Ballot measures to legalize marijuana, enact stronger gun controls, give some state prisoners a chance at early release and increase tobacco taxes are leading in a poll released today, just four days before the election.
The Field Poll found voters split among three other measures, however, including Proposition 61, the prescription drug pricing initiative that the pharmaceutical industry has spent record amounts of money trying to defeat. An equal amount of respondents -- 47 percent -- said they support and oppose the measure, while just 6 percent remain undecided.
And whether California will change its death penalty system remains up in the air: Proposition 62, which would repeal capital punishment in California, has just 51 percent support, while Proposition 66, which seeks to expedite the death penalty, is shy of majority support at 48 percent. Forty-two percent of those surveyed said they will vote against Proposition 66, while just 10 percent are undecided -- last month, 42 percent of those surveyed said they had yet to make a decision.
The news was better for proponents of several other ballot measures.
Proposition 64, which would legalize marijuana use for adults 21 years and older, is leading with 57 percent of likely voters intending to vote yes and 40 percent saying they will vote no.
Proposition 57, a ballot measure by Gov. Jerry Brown to let some state prison inmates apply for earlier parole if they participate in rehabilitation programs, is leading among 64 percent of those polled with 32 percent opposed.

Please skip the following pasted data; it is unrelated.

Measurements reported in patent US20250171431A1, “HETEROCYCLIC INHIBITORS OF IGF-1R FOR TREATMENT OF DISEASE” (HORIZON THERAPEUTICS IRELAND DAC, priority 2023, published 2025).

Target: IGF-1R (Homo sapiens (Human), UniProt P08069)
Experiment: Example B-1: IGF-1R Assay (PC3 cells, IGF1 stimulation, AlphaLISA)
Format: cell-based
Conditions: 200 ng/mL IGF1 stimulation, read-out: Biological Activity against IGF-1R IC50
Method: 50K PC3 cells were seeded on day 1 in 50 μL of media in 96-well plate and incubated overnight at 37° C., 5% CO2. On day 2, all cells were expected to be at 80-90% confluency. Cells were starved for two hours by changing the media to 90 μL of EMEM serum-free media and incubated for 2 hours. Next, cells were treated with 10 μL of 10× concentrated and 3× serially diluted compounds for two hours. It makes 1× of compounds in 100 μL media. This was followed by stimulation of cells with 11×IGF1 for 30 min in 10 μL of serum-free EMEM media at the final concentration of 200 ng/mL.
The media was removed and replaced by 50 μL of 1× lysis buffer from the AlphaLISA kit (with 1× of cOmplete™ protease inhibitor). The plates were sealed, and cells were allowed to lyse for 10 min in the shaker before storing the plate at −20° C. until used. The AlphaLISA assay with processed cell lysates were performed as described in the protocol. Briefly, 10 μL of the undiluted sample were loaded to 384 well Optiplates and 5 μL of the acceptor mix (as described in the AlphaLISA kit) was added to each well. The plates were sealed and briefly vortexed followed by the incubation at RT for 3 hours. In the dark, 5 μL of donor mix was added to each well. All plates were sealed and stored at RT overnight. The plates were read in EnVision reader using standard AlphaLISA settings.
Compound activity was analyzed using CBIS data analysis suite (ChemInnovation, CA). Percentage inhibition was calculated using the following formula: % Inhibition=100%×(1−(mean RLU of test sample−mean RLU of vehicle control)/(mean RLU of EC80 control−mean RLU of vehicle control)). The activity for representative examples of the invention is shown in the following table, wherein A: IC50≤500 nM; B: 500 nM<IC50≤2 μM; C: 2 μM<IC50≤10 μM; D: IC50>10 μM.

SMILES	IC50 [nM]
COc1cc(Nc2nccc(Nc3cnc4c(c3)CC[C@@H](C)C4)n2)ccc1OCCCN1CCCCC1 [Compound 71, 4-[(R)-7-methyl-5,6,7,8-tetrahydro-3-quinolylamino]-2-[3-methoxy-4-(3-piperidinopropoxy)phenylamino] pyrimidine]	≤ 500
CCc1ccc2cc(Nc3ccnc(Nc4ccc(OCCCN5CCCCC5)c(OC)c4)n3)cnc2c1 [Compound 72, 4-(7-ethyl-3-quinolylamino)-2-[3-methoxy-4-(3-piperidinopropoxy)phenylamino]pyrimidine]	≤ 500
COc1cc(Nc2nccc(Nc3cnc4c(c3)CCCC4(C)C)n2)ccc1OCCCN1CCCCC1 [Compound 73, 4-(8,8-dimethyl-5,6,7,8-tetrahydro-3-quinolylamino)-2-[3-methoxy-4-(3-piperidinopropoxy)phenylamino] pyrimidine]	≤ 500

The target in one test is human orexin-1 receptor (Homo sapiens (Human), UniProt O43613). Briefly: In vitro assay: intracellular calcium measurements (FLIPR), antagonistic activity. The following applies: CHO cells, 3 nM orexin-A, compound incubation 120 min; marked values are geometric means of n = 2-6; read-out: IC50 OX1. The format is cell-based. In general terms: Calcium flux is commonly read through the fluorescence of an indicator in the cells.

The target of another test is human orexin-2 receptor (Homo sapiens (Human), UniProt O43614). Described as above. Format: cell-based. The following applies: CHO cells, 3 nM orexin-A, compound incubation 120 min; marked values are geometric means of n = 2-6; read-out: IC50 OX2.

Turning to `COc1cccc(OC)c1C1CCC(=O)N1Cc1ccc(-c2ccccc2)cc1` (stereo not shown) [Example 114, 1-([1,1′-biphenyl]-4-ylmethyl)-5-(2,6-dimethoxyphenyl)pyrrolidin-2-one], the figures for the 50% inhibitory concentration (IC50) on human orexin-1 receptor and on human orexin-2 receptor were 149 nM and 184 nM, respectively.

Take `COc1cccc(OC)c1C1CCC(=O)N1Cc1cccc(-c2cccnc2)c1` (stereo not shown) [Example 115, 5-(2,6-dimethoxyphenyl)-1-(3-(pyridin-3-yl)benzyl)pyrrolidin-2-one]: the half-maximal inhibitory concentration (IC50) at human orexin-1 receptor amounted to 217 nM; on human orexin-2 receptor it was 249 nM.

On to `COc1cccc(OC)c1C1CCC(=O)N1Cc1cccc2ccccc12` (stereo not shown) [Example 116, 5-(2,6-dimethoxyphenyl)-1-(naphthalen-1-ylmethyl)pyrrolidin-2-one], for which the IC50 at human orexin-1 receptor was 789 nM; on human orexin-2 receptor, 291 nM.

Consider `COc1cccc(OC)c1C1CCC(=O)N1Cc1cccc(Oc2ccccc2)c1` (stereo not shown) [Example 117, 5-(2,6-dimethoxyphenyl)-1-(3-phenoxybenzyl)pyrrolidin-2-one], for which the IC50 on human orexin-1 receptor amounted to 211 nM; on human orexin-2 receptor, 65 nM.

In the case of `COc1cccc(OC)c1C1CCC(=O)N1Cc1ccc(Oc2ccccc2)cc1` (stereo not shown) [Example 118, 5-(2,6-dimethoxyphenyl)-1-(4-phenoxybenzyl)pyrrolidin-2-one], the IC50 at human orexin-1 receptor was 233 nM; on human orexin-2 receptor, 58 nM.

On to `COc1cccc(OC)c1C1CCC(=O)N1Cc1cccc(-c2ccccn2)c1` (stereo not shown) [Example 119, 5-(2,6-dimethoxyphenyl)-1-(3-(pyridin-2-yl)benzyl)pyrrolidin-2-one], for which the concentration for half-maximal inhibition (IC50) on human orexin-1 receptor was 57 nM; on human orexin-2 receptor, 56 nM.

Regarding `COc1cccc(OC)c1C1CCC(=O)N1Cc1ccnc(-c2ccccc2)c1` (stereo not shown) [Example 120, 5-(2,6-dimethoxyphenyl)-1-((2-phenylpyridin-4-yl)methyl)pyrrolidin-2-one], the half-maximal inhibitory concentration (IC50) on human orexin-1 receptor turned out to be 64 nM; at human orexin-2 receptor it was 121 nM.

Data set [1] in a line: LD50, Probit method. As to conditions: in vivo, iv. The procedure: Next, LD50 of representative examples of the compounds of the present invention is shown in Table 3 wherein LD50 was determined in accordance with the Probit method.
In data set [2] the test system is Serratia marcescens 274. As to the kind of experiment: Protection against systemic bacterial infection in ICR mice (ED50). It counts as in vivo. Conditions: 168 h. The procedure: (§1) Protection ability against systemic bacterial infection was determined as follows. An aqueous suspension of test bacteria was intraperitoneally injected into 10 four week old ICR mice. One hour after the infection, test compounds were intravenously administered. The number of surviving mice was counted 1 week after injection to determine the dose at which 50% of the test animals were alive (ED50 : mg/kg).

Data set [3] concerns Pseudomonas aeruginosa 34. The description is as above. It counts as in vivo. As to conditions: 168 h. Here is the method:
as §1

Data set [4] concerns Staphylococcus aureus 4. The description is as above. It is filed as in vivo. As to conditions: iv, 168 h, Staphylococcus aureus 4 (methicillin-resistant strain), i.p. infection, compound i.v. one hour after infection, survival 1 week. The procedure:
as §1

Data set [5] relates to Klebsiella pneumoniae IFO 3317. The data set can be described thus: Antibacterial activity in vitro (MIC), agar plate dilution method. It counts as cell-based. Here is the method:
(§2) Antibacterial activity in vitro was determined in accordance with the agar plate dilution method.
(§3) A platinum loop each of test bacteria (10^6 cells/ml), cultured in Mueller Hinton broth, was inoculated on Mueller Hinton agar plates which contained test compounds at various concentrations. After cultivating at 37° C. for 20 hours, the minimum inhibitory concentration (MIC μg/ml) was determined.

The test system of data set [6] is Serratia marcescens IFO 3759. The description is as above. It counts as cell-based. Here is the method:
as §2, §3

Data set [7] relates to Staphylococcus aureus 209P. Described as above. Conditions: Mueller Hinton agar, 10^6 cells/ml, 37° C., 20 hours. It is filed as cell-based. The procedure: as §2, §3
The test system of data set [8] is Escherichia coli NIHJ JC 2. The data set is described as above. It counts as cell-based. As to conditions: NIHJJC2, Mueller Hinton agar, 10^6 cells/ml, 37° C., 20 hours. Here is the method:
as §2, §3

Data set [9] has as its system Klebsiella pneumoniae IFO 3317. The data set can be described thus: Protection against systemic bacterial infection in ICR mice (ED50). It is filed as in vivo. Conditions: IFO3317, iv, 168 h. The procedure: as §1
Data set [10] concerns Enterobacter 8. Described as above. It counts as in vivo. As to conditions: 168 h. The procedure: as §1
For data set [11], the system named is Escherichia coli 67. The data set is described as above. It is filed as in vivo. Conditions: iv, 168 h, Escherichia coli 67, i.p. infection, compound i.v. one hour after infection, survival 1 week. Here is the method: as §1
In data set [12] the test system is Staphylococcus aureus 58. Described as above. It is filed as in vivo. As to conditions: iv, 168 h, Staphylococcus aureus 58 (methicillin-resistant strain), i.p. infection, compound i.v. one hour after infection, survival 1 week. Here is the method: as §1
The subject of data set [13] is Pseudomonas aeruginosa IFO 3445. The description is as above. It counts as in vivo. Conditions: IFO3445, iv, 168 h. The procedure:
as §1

Proposition 56, which would increase cigarette taxes by $2 a pack and instate commensurate hikes for other tobacco products -- including electronic cigarettes -- showed 55 percent support, with 43 percent opposed.
Proposition 55, which would extend higher income taxes on wealthy Californians for another 12 years, holds a strong lead of 59 percent to just 38 percent opposed.
Proposition 63, which would expand gun control laws in California, is also in a strong position, with 59 percent of respondents saying they will vote for it and 38 percent opposed.
The online survey was conducted by the Field Poll and the Institute of Governmental Studies at UC Berkeley between October 25-31. It was conducted in English and Spanish among 1,498 Californians considered likely to vote in the November 2016 general election,